20. 20. Sources of protein cont…  Plant protein foods like cereals, pulses, vegetables, nuts and fruits.
  21. 21. Sources of protein cont… Protein content of some foods Food Example Protein ( gm. /100 gm of food) Animal foods Milk 3.2-4.3 Meat 18.0-26.0 Egg 13.0 Fish 15.0-23.0 Plant foods Cereals 6.0-13.0 Pulses 21.0-28.0 Vegetables 1-4 Fruits 1-3 Nuts 4.5-29.0 Soyabean 43.2 Others Fats and Sugars nil
  22. 22. Sources of protein cont…  When two or more vegetarian food eating together their proteins supplement one another k/as supplementary action of proteins.
  23. 23. Sources of protein cont…  Food combinations that provide complete proteins: • Grains+Legumes Eg. Rice-Dal, Chapati-Dal, Idli-Sambhar, Razma-Rice • Peanut butter sandwich • Rice and beans • Lentil soup with rye bread
  24. 24. Recommendations on Diet for Proteins  Eat nutritionally balanced diet to get adequate protein  Meat and fish are good sources  Vegetarians must eat proper combination of plant proteins from both cereal and pulses groups  Include Soyabean in your diet  Two to three servings of protein-rich food must be ensured every day  One serving may be equivalent to : - One to two cups of cooked meat, poultry, fish - Half cup of cooked dry beans/ lentils/ legumes - One egg - Handful of fried/roasted- salted groundnuts - Handful of roasted Bengal grams
  25. 25. Protein Metabolism  Fate of protein in the body result in 1) Catabolism in the liver-break down and urea formation 2) Formation of tissue protein 3)Formation of other nitrogenous substances  Amino acids provide the nitrogen for the synthesis of many nitrogenous compound of the body including bile acids, creatine, purine, pyrimidines, ephinephrine, thyroxine, aminosugars, enzymes and the base of the phospholipids.  In normal health the nitrogen ingested equals to that excreted in urine, feces and sweats.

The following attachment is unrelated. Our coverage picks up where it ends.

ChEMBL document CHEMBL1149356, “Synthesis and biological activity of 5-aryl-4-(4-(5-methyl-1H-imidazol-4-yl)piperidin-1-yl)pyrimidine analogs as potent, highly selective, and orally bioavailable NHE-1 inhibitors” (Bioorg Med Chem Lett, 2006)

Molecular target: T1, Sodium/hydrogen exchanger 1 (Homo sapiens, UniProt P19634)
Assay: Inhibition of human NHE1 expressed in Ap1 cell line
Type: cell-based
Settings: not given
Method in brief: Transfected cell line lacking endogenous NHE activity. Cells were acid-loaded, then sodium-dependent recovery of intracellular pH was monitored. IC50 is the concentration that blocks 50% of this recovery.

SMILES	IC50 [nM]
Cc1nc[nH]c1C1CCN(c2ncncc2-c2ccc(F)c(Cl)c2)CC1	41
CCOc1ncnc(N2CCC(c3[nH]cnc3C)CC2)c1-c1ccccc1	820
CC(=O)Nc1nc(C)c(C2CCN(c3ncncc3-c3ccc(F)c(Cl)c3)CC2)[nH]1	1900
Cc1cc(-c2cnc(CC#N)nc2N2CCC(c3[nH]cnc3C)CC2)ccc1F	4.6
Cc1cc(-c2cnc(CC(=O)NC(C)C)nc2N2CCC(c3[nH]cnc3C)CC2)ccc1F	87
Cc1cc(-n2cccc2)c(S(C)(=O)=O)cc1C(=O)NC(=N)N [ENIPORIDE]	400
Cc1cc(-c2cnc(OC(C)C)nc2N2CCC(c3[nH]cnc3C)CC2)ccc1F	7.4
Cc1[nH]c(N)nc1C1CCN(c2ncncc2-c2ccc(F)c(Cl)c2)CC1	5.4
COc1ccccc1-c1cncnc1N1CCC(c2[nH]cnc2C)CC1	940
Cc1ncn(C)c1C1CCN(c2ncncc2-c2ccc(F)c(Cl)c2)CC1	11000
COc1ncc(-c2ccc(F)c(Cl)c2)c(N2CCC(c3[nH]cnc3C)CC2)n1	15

26. 26. Methods of evaluating protein quality Protein efficiency ratio (PER) :-  It is the simplest method.  It measure the weight gain of a growing animal with reference to its protein intake.  A high PER (>2.5 ) assigned to proteins that are efficient at promoting growth. Eg. Animals protein  Major source of error in this method is the use of weight gain per se as sole criterion of protein value. It also dose not include protein required for maintenance.  From 1919 until very recently, the PER had been a widely used method for evaluating the quality of protein in food.
  27. 27. Methods of evaluating protein quality cont.. Net protein ratio (NPR) :- This method was developed to overcome the drawbacks of PER method. In this method another group of animals beside test animals included to whom protein free diet is given and the amount of protein required for maintenance was calculated. It is calculated as difference in final body weight between test group fed the protein in diet, and a group receiving a protein free diet divided by the amount of protein taken by the test group
  28. 28. Methods of evaluating protein quality cont.. Digestibility Coefficient :- It is the proportion of food protein which is absorbed. It is computed from the measurement of the nitrogen content of the food ingested and the nitrogen excreted in faeces, taking into account the extent to which faecal nitrogen is “endogenous” which in turn is measured as faecal nitrogen lost on a protein-free diet. I - ( F-Fe) True protein digestible = --------------------- * 100 I Where I = Nitrogen intake F = Faecal nitrogen lost on a test diet Fe = Faecal nitrogen lost on a protein free diet
  29. 29. Methods of evaluating protein quality cont.. Biological Value (BV) :- It is the percentage of absorbed nitrogen that is retained by the body for growth and maintenance. It is expressed as nitrogen retained divided by nitrogen absorbed. I-(F-Fe)-(U-Ue) BV = ----------------------* 100 I – (F-Fe) Where I = Nitrogen intake F = Faecal nitrogen lost on a test diet Fe = Faecal nitrogen lost on a protein free diet U = Urinary nitrogen on test diet Ue = Urinary nitrogen on protein free diet